AAE Tech Services Inc.

Services

Invasive Species Monitoring


Invasive species are those species (plants, invertebrates, fish, wildlife) that adversely affect the habitats and bioregions they invade economically, environmentally, and/or ecologically. A few of the typical characteristics of invasive species that make them so dangerous to the environments into which they are introduced include:

  • Fast Growth;
  • Rapid Reproduction;
  • High Dispersal Ability;
  • Phenotypic Plasticity (ability to alter growth form to suit current conditions);
  • Tolerance of a wide range of environmental conditions; and
  • Ability to live off a wide range of food types 

AAE Tech Services Inc. is experienced in assessing lakes, streams and rivers for invasive species, including monitoring studies to assess distribution of invasive species. We are also experienced in assessing the impacts of invasive species on natural aquatic or terrestrial ecosystems. Furthermore, it is our job and responsibility at AAE Tech Services Inc. to report any sightings of new invasive species encounters to the appropriate government agencies.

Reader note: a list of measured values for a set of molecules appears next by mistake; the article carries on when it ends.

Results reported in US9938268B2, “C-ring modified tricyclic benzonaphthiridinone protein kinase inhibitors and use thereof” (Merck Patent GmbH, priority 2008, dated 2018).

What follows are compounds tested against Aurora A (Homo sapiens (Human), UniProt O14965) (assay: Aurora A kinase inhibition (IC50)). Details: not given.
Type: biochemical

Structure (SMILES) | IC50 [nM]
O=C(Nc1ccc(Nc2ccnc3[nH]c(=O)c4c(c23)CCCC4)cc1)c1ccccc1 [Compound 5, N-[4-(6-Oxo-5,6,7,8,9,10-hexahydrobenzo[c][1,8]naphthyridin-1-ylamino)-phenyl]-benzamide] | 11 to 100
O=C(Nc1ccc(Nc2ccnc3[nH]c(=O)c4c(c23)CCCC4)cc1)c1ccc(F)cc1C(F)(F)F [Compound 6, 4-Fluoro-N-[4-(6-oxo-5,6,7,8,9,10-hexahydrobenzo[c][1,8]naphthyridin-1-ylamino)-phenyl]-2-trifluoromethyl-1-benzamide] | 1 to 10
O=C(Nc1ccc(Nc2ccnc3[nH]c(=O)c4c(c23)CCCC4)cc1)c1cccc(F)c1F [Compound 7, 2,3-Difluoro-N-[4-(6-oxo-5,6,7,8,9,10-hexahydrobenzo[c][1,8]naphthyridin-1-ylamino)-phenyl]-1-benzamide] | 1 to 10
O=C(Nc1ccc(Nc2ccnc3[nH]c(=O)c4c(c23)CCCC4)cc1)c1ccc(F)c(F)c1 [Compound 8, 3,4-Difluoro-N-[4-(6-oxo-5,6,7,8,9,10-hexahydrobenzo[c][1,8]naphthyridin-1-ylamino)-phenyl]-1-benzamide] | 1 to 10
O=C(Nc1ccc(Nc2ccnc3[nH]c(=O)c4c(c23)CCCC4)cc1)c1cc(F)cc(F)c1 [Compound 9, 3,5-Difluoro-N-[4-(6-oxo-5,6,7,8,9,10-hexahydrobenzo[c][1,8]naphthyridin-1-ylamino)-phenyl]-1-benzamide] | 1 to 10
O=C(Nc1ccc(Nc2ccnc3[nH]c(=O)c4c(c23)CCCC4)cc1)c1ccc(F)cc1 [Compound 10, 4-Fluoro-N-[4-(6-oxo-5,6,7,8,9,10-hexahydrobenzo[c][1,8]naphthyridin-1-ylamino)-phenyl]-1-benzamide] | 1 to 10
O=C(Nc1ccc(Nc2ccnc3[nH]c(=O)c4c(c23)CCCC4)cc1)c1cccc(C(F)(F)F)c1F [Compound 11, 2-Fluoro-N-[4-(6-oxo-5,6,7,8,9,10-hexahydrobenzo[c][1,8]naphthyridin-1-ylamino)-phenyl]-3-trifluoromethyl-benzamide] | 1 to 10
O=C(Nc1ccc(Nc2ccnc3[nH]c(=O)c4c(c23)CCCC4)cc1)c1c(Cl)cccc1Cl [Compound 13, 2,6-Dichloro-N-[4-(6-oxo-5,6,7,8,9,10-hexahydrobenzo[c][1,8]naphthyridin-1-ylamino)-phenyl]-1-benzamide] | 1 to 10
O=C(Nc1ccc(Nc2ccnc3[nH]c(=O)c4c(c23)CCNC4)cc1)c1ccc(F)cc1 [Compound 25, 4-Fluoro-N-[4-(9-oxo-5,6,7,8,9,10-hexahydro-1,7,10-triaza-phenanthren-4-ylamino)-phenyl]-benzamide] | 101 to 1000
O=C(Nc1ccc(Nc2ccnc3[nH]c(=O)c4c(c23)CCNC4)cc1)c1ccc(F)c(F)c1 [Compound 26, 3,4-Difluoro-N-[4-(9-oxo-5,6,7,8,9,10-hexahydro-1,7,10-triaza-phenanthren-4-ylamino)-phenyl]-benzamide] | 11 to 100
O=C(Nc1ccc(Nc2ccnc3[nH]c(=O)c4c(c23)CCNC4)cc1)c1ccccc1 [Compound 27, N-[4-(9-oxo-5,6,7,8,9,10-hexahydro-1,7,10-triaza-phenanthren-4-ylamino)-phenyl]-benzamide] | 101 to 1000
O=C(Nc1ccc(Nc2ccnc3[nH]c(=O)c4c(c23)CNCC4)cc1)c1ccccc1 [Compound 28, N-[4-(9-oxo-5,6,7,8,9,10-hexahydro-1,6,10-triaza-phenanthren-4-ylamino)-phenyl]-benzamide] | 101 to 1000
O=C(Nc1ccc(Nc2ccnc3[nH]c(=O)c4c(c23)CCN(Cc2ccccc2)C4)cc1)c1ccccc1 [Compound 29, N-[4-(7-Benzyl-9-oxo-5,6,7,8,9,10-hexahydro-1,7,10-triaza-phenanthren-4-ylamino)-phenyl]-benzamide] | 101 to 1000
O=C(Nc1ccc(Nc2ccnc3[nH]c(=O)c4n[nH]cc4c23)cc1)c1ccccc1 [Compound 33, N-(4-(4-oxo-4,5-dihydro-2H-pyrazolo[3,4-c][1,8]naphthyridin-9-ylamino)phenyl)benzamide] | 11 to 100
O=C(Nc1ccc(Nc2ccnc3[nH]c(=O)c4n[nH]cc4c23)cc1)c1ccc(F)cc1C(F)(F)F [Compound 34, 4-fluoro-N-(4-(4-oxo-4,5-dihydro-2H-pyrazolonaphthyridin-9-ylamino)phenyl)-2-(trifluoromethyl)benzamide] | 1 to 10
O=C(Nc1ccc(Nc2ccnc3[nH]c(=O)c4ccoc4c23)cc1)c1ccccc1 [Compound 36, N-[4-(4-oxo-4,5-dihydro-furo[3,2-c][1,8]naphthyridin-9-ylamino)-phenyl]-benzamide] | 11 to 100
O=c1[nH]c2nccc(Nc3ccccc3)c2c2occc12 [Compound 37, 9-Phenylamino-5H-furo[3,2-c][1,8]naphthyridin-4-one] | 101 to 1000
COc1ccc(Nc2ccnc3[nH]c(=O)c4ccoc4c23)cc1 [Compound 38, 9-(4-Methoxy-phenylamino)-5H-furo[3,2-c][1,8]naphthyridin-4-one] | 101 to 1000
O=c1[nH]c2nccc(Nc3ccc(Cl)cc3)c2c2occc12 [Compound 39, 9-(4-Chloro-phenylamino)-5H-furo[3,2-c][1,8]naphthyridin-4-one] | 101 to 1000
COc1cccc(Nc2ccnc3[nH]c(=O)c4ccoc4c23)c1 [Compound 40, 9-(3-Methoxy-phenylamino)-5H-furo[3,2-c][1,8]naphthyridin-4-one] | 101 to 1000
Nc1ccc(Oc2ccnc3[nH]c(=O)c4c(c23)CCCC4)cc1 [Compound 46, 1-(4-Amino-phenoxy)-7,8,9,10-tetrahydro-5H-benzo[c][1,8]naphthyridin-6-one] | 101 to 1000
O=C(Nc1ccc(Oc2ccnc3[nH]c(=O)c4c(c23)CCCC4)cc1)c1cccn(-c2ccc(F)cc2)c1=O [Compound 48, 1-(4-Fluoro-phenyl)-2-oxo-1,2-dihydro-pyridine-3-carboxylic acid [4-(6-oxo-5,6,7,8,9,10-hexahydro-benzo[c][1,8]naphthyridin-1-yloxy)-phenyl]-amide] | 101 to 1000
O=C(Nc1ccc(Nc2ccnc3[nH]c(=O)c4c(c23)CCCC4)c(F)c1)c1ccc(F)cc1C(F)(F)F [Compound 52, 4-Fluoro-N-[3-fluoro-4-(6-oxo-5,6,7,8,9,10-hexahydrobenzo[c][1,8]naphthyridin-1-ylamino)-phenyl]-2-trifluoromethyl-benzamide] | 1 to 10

Representative Studies:

 

Falcon Lake Rusty Crayfish 

Rusty Crayfish (Orconectes rusticus) is an invasive species that was discovered in Falcon Lake, MB by M. Lowdon in 2007. This was the first time a Rusty Crayfish was discovered in Manitoba waters. In 2009, Manitoba Water Stewardship initiated a monitoring program on Falcon Lake to better understand the impacts this invasive species may have on our native fish, plant and invertebrate communities.

 

Spiny Water Flea Monitoring

AAE conducted long-term monitoring to assess the presence or absence of the spiny water flea, an invertebrate introduced to the Lake Winnipeg Watershed. These assessments were typically done in conjunction with other environmental monitoring projects within the watershed.

 

Rusty Crayfish Distribution within Manitoba 

After the discovery of Rusty Crayfish in Falcon Lake, MB, Manitoba Water Stewardship initiated a presence/absense study to determine if Rusty Crayfish had been introduced to other lakes around the Province. Thirteen lakes across southern Manitoba were assessed.